In 1998, Petronas relocated their Art Gallery to Kuala Lumpur’s most prestigious shopping mall, the Suria KLCC, which itself is located inside Kuala Lumpur’s most prestigious monument, the Petronas Twin Towers. The KLCC, which I like to think is an acronym for “Kuala Lumpur’s Conspicuous Consumption”, but can also be thought of (with the help of Petronas’ influence) as the site of “Kuala Lumpur’s Cultural Capital”, is a place where products of all kinds are granted legitimacy and status by the agents who have the financial power to place them there, and by all the others who notice.
The location of Galeri Petronas allows for an unprecedented flow of “regular people”; curious KLCC shoppers and tourists often wander in and have a look around. While this functions as a brilliant outreach strategy, it also places a formidable responsibility on the Galeri’s curators. They must respond to a highly mixed audience of experts and novices, and provide a context appropriate to all.
Petronas is careful to note in their first curator’s signpost that they are not offering a survey of Malaysian art (nor will they attempt this in parts 2 and 3 of this exhibit). Let’s say this in another way, because it is important: Petronas is not to be held accountable for presenting or promoting a narrative of Malaysian art, because they are not presenting a narrative per say. They are simply taking some treasures from their art collection and letting the public (from art experts to weekend shoppers) have a look at it.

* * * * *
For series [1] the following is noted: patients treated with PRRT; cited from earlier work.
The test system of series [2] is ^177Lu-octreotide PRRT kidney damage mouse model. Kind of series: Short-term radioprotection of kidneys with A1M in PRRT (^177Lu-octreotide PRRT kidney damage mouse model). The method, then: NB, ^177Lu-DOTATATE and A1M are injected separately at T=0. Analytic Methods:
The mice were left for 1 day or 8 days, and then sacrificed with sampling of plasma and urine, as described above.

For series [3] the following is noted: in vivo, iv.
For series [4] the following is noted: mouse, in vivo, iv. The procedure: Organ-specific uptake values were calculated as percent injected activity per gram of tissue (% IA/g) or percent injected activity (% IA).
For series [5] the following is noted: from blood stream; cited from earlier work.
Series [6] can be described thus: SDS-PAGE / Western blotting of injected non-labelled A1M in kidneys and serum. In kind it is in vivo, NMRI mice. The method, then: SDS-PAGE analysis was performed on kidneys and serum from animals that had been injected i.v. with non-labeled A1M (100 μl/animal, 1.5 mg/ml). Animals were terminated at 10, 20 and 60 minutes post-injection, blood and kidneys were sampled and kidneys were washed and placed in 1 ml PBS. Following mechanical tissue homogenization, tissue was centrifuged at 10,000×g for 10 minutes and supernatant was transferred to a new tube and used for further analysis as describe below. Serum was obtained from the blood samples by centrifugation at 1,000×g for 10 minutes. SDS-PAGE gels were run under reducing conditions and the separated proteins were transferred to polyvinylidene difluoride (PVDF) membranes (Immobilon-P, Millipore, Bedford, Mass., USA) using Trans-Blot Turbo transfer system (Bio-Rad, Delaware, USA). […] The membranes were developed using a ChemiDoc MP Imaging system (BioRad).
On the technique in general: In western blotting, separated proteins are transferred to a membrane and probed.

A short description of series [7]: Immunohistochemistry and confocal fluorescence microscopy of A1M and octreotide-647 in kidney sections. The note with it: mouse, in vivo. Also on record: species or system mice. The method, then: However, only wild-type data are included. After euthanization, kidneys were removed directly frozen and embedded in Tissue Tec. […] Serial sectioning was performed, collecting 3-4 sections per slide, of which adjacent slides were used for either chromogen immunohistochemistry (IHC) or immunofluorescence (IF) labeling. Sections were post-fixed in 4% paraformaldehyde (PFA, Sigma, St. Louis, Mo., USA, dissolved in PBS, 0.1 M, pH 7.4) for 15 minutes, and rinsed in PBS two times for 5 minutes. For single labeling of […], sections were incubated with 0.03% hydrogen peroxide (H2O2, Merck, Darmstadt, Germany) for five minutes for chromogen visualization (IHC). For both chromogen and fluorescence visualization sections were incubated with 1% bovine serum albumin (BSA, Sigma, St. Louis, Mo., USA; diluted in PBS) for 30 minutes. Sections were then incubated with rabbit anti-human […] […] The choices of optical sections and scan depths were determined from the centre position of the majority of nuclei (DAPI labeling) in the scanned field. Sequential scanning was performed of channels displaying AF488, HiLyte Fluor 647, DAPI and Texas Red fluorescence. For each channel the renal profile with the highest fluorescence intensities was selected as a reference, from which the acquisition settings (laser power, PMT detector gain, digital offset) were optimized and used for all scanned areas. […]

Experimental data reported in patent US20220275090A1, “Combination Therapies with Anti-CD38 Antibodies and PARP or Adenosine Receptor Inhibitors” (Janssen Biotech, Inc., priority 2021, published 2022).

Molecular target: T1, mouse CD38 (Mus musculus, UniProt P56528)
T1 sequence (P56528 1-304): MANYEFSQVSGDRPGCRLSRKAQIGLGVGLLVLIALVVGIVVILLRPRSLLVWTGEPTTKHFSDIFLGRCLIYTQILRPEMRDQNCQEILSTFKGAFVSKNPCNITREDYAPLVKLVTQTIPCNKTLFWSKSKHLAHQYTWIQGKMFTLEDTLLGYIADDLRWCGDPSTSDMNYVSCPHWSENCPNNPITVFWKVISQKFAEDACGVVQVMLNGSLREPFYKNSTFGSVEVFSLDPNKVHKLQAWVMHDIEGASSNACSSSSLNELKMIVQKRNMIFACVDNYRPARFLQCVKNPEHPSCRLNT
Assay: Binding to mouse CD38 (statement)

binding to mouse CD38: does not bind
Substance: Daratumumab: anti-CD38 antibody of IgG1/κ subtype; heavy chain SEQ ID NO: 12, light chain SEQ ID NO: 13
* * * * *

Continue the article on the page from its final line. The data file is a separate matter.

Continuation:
It’s just what a corporate art collection should do: procure a generous portion of its vast revenue to collect, preserve, and display/legitimate the cultural energy of a community from which it takes (resources) and for which it provides (commodities including Art). But is that enough? In the Malaysian art landscape, where art buyers and collectors and museums are few, and where government or public art bodies have their national/racial agendas to fulfill, Galeri Petronas is in a unique position to return (without any additional cost) even more energy to the community it serves, a community that doesn’t need more Art for Art’s Sake (i.e., a collection), but a nation that needs History.